Science Fair Project Encyclopedia
The delegates and winners give meaning and relevance to this beauty competition by promoting worthwhile environmental causes and getting actively involved in caring for and the preservation of Mother Earth. In addition to its environmental objectives, the winner of Miss Earth is involved with projects for the Philippines' Department of Tourism to attract and bring more tourists to the country, and to promote the importance of ecotourism. During pageant month, Carousel brings the Miss Earth delegates to selected tourism destinations, like Fort Ilocandia, Intramuros, and Boracay in the Philippines to showcase and promote the same to the pageant's international viewers. The delegates also take part in treeplanting ceremonies, environmental and cultural immersion programs, sponsor visits and tours, and even a Survivor-based competition.
The first Miss Earth was Catharina Svensson of Denmark. The second Miss Earth was Dzejla Glavovic of Bosnia & Herzegovina, who was later dethroned for violating the terms of her contract, and failing to show up to various environmental projects and commitments. The first runner-up, Winfred "Winnie" Adah Omwakwe of Kenya took over the title and relinquished her crown in 2003 to Dania Prince of Honduras.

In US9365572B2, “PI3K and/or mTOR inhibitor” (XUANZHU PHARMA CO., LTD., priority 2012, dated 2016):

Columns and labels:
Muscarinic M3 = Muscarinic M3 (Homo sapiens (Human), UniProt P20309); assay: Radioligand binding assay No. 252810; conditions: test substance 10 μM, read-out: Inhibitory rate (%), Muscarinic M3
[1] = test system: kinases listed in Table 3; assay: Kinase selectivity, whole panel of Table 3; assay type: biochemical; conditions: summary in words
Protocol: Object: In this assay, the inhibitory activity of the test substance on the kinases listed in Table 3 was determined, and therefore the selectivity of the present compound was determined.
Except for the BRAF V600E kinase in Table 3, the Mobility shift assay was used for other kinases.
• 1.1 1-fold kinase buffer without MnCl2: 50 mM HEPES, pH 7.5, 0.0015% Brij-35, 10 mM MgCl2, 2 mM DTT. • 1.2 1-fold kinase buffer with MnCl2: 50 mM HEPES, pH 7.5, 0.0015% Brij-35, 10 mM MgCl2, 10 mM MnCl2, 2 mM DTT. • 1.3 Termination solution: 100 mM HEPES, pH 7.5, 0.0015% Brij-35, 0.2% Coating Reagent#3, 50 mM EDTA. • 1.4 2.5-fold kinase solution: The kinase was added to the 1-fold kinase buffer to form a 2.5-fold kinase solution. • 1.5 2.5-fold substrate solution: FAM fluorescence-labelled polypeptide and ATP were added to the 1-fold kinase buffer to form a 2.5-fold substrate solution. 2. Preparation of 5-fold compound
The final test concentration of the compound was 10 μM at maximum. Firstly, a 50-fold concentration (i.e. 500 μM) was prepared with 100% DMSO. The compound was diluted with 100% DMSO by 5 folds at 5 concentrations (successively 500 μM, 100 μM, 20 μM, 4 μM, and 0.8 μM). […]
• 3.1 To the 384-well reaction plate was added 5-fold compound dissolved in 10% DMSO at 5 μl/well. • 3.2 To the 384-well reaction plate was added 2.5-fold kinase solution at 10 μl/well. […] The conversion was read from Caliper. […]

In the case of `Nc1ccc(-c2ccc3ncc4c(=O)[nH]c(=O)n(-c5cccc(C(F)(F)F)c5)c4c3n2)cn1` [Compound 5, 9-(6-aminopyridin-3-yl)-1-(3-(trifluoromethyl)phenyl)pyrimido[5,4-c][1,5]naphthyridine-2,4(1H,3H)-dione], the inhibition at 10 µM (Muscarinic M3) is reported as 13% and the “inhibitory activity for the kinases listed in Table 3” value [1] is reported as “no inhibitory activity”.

Miss Earth gained worldwide press in 2003 after Vida Samadzai, an Afghan refugee now residing in the United States, competed in a red bikini as the first-ever Miss Afghanistan after nearly three decades.
The court of runner ups are bestowed titles named after the other natural elements: Miss Earth-Fire (equivalent to third runner-up), Miss Earth-Water (second runner-up), and Miss Earth-Air (first runner-up).
The recently concluded 2004 pageant was its biggest ever, with sixty-one contestants competing for the crown. The eventual winner was Priscilla Meirelles of Brazil. In every year Brazil has participated in, including 2004, the nation has placed either first runner-up or winner.
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